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Anything but vanilla!

What are the trends in office development and fit-outs now shaping our workplaces? And what will be the next big thing? By Andrew Hardwick of Williams Gunter Hardwick

Having spent the last two years in the role of a British Council for Offices (BCO) Judge for the South West, Thames Valley and South Wales I have, to be blunt, seen an awful lot of offices. And while it has had its odd dull moment, on the whole this has proved a fascinating experience. Not least because it has enabled me to see in action new trends in office development and fitting out.

Agile working and wellbeing in the workplace are clearly part of the scenery (and vocabulary) now for occupiers looking to secure and attract ‘talent.’ Developers are trying to respond to these demands by offering product that is individual and ‘anything but vanilla’.

Ironically (and possibly predictably) this trend has also led to some developers applying identical solutions.

New face or passing phase?

I’ve lost count of the offices I’ve seen with suspended ceilings removed to expose shiny services and plant… or concrete laid bare or painted in gothic colour schemes. Or where fitting out consultants have competed to assemble the least uniform collection of Parker Knoll and utility furniture possible… together with an obligatory snooker table and meeting booths where colleagues can talk over a flat white.

It remains to be seen whether this is truly the new face of the office or just a passing phase. With rental escalation driven by low stock levels, occupiers are certainly going to be working their space harder, with higher densities per workstation.

Paper and storage requirements are dropping. Typical desk sizing and arrangement is becoming more efficient as clutter and personal effects are being swept from the desktop. Storage is being confined to lockers – or even exiled to the car boot!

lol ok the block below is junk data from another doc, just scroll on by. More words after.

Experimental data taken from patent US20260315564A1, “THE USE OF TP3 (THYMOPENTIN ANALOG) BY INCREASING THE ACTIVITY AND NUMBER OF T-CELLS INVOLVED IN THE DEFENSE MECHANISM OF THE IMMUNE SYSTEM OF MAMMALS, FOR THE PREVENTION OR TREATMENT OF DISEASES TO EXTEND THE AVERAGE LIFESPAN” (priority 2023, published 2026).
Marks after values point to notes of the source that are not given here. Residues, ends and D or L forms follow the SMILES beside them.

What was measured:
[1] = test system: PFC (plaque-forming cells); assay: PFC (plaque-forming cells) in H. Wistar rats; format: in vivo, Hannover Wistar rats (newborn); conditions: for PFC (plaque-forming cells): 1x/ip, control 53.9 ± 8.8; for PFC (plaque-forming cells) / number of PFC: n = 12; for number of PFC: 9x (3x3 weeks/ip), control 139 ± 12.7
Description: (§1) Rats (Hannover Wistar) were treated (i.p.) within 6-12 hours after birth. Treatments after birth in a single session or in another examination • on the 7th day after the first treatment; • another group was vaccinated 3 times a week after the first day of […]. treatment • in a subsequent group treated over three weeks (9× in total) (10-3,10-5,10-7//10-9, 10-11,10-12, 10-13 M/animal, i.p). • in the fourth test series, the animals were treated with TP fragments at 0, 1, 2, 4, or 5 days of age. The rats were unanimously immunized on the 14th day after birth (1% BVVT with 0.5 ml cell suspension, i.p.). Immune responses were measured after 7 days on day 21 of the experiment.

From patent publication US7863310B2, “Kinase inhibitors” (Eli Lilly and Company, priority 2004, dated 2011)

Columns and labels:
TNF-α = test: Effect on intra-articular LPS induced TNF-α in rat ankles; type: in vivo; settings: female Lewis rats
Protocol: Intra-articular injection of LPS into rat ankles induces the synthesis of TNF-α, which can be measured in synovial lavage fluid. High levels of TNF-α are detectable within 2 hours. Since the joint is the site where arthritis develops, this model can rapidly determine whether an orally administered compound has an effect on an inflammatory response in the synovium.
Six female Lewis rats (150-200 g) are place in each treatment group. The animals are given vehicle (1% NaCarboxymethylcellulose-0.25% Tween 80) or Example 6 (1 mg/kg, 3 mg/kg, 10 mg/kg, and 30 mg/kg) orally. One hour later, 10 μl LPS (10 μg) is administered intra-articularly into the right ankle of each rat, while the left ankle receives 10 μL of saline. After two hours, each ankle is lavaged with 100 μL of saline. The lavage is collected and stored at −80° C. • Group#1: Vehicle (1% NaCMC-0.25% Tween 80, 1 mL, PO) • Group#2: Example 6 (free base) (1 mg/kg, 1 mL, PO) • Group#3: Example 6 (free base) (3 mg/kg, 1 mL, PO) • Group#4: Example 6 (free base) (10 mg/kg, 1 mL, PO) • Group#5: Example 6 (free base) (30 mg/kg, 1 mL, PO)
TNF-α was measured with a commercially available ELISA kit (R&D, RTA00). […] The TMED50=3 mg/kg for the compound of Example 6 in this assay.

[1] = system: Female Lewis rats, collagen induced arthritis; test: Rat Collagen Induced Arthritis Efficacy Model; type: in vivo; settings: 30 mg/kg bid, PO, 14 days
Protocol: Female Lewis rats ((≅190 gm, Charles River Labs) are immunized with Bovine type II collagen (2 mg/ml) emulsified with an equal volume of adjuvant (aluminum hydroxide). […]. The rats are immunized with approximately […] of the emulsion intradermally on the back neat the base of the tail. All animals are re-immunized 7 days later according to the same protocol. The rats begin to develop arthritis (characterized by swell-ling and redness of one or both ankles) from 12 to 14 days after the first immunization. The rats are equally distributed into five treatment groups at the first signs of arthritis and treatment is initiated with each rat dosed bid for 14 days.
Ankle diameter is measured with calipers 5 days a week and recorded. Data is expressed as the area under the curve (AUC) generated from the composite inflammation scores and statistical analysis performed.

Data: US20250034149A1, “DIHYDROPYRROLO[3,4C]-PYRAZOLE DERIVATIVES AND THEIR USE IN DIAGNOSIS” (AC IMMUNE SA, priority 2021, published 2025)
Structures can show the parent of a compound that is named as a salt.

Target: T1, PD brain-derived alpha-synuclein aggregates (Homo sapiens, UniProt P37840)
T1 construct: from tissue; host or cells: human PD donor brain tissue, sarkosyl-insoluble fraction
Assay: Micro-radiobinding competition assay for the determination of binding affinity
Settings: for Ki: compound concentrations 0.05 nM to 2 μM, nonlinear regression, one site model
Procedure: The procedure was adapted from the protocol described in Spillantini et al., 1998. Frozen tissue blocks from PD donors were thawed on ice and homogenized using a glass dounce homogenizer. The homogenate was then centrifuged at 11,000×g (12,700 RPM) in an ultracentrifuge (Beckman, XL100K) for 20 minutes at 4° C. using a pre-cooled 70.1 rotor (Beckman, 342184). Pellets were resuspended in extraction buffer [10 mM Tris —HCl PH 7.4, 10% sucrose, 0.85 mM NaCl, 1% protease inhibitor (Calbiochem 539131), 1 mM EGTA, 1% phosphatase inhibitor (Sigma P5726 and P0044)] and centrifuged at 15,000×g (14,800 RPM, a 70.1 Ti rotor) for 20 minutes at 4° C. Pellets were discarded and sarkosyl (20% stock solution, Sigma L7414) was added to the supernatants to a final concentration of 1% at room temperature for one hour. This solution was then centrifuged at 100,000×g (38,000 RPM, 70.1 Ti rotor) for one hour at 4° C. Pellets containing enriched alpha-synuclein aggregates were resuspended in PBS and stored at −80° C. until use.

But does it work?

Post-occupancy assessments seem to confirm that occupiers really do like this type of working environment. And productivity is everything – especially if it can also lead to a more ‘creative’ environment where new ideas flow easily.

So how about the other two big drivers in recent years: energy efficiency and sustainability? Both are now firmly back on the agenda after slipping
down the list of priorities during the recession years.

However, the drive for sustainability is confused by the range of standards, BREEAM, EPC, LEED… or whatever.  And that’s a shame.

Institutional leadership and planning standards are probably the key means of lifting quality – but the real breakthrough has to be in occupier attitudes, and relatively few have sustainability at the very top of their agenda. However, with the government taking so much space as a proportion of the regional markets this could now change.

So what’s the next big thing?

Biophilia (the idea that humans seek connections with nature and other forms of life) is something that could link ‘individualism’, sustainability and wellbeing through connecting the workplace with the natural world.

On my travels I have seen encouraging examples of biophilic design – and it has now gone well beyond the token pot plant in the corner gathering dust. Green roofs, green walls, recycled carpets and the use of natural products in the office interior are all the rage.

Google’s new HQ at North Bayshore (pictured) will take the principles even further, with a low impact lightweight structure that will last for decades and which can even be moved around. With its highly versatile interior, it will be capable of many changes in the lifetime of the building.

Utopian visions…

Those of us old enough to have experienced the utopian vision for office parks of the 1980s will remember how we tried before to reinvent the workplace by introducing elements of nature. This goes well beyond a few trees and a pond.

“With trees, landscaping, cafés, and bike paths weaving through these structures, we aim to blur the distinction between our buildings and nature,” say Google airily.  This may just be the shape of things to come for our much maligned business parks…

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